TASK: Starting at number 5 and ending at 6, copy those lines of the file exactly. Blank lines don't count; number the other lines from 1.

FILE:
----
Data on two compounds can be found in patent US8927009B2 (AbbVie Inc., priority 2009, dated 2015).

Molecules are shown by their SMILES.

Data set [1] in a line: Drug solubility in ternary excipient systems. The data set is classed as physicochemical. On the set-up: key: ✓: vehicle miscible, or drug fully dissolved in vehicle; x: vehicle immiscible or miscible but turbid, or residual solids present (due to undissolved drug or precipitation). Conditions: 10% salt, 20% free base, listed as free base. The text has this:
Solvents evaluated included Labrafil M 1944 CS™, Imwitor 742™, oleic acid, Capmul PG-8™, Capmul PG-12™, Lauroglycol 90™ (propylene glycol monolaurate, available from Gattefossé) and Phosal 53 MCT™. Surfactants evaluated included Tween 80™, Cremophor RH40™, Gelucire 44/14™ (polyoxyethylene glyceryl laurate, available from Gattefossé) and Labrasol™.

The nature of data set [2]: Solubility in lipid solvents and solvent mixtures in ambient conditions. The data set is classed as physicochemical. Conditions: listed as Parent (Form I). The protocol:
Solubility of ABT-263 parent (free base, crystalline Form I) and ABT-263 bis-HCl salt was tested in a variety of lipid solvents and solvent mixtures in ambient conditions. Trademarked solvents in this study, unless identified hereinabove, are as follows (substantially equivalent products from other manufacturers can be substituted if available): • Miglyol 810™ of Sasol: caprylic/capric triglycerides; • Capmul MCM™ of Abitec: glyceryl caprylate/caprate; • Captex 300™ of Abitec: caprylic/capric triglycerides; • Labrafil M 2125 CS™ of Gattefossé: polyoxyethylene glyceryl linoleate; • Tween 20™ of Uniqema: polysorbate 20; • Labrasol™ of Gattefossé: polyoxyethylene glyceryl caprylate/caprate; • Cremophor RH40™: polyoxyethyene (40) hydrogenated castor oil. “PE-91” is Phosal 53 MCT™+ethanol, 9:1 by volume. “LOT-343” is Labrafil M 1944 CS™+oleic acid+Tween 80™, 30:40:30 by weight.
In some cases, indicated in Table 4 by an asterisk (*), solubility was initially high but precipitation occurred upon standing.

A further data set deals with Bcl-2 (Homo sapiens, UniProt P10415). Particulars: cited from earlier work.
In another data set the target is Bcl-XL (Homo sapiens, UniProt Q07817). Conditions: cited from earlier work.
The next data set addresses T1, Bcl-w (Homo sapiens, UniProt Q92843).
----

The nature of data set [2]: Solubility in lipid solvents and solvent mixtures in ambient conditions. The data set is classed as physicochemical. Conditions: listed as Parent (Form I). The protocol:
Solubility of ABT-263 parent (free base, crystalline Form I) and ABT-263 bis-HCl salt was tested in a variety of lipid solvents and solvent mixtures in ambient conditions. Trademarked solvents in this study, unless identified hereinabove, are as follows (substantially equivalent products from other manufacturers can be substituted if available): • Miglyol 810™ of Sasol: caprylic/capric triglycerides; • Capmul MCM™ of Abitec: glyceryl caprylate/caprate; • Captex 300™ of Abitec: caprylic/capric triglycerides; • Labrafil M 2125 CS™ of Gattefossé: polyoxyethylene glyceryl linoleate; • Tween 20™ of Uniqema: polysorbate 20; • Labrasol™ of Gattefossé: polyoxyethylene glyceryl caprylate/caprate; • Cremophor RH40™: polyoxyethyene (40) hydrogenated castor oil. “PE-91” is Phosal 53 MCT™+ethanol, 9:1 by volume. “LOT-343” is Labrafil M 1944 CS™+oleic acid+Tween 80™, 30:40:30 by weight.